LOWNDES COUNTY -- As the supply of seafood worldwide diminishes and the demand increases, the amount of seafood grown through aquaculture is rapidly on the rise.

The practice of aquaculture, the controlled cultivation and harvesting of fin fish, shell fish and aquatic plants, is expected to supply 40 percent of all seafood consumed over the next 10 years.

One of the species which has an international market and grows well in a controlled environment is tilapia. Native to the Nile River, the fish has a mild flavor and absorbs spices well, making it a favorite in Asian cuisine and gaining in popularity in America.

Locally, Southern States is providing support to three area farms growing the tilapia for the live fish market on the east coast, marketed under the Farmer's Catch brand. The farms receive the fish from the Southern States nursery in Lowndes County when they weigh a quarter of a pound and grow them to approximately one and a half pounds, which takes from six to eight months.

Tilapia is fast growing, hardy and disease resistant, making it an easy fish to grow in a controlled environment. Although demand for the fish is rising, the increase in competition from foreign markets is keeping the prices relatively low, making it a challenge to grow the fish profitably.

The tilapia are grown in 15,000 gallon recirculating tanks. The closed water systems allow for minimal water usage and discharge and each tank can hold between 8,000 and 10,000 fish.

"You control the environment and aren't at nature's mercy. The disadvantage is the cost," said Mike Powers, Southern States operations manager, who works locally with Langdale Farms, Mike Davis and Tim Crosby in growing and marketing the tilapia.

Powers said the interest in aquaculture in South Georgia grew from a need for farmers to diversify during down months as a means of making additional income from a source other than traditional crops.

Mike Royals, the manager of the Langdale Farms fish facility, said one of the primary advantages for consumers is the fact that no chemicals are introduced into the tanks. "If you keep the water healthy, you'll keep the fish healthy. We can control the quality of the fish, unlike what you find in fish from an offshore environment," he said, adding that the liquid oxygen pumped into the tanks is the same grade used by hospitals.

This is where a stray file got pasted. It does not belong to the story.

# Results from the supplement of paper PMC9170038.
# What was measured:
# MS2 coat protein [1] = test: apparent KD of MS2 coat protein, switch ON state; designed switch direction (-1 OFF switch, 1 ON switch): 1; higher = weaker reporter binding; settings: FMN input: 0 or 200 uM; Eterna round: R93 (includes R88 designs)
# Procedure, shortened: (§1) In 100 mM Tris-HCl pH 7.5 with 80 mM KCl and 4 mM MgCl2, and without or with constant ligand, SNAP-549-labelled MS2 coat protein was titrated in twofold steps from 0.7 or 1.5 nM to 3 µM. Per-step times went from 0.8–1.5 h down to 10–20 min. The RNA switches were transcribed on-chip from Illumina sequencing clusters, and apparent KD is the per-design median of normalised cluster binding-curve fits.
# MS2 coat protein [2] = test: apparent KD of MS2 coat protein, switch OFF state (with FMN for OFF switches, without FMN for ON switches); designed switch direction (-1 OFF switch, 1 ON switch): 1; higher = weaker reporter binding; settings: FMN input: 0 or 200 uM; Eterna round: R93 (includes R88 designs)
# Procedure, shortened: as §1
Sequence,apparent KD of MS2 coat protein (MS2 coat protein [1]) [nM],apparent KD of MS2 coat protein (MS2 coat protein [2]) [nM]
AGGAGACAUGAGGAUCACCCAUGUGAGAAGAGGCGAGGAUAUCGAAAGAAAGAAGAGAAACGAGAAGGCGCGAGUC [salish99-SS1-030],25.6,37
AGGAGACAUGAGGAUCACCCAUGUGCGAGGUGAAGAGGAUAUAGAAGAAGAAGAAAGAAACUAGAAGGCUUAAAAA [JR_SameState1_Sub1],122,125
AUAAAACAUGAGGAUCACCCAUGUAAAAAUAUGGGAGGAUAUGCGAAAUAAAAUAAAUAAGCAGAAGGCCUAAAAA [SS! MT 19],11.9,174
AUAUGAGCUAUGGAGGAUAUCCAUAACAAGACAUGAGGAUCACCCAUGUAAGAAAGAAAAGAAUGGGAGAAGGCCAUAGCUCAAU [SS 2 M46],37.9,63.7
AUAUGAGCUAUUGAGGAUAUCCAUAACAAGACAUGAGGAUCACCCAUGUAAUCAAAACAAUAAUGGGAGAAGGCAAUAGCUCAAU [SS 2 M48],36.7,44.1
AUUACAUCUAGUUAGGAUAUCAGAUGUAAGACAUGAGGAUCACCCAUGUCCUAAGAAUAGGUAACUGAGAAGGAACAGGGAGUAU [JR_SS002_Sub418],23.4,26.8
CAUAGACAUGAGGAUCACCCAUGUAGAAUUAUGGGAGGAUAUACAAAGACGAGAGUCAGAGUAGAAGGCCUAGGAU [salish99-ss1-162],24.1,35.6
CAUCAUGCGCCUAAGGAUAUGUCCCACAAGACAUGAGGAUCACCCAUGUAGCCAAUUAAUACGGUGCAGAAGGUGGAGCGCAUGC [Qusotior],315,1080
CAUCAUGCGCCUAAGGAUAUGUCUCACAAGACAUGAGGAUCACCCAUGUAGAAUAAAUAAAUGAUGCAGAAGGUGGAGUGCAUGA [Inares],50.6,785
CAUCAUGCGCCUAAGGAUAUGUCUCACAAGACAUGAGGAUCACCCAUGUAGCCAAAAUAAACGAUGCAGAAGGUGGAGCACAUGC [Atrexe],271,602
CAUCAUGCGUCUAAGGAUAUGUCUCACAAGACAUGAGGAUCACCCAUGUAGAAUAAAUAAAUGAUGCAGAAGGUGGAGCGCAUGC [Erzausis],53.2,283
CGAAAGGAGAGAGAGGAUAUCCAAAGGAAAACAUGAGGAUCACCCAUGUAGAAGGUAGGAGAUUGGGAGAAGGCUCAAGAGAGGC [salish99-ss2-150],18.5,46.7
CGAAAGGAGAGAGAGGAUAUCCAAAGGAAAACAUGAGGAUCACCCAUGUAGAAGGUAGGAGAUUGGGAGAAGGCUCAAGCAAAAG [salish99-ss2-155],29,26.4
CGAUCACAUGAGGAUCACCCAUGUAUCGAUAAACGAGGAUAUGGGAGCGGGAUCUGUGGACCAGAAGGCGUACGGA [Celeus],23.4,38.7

Royals said even when the tanks are cleaned, no chemicals or cleaning agents are used and the tanks are scrubbed by hand.

The standard mortality rate in the industry is a loss of five to seven percent, but through good water quality management, Royals said the Langdale Farm only sees a 1.6 percent loss. "It behooves us to keep the water quality high. The less fish we lose, the better the bottom line."

Langdale has been in the fish farming business since May of 2001 and had its first harvest on Dec. 27 of that year. "It's not on an exact schedule. They have to be a certain weight, so we have to depend on nature."

The 12-tank enclosed facility is fully automated, including the feeding schedule, and requires minimal labor as computers control the operation, although four employees carry beepers wired directly into the system should any emergency arise.

Royals said one of the reasons the Langdales decided to try fish farming is "they are really big on diversifying in their business operations. The family has been involved in farming since 1894."

He said row cropping used to be the staple of the farm economy, "but it's become harder and harder to make a living from it and fish farming is a natural progression."

A brand new 10,500 square foot greenhouse has just been completed next to the fish facility at Kinderlou Farms, which will eventually use the only waste product generated by the fish--the waste water from the tanks. "It's very high in nutrients and this is a natural out growth facility for us. We don't let anything go to waste," Royals said.

To contact Business Editor Kay Harris, please call 244-3400, ext. 280.

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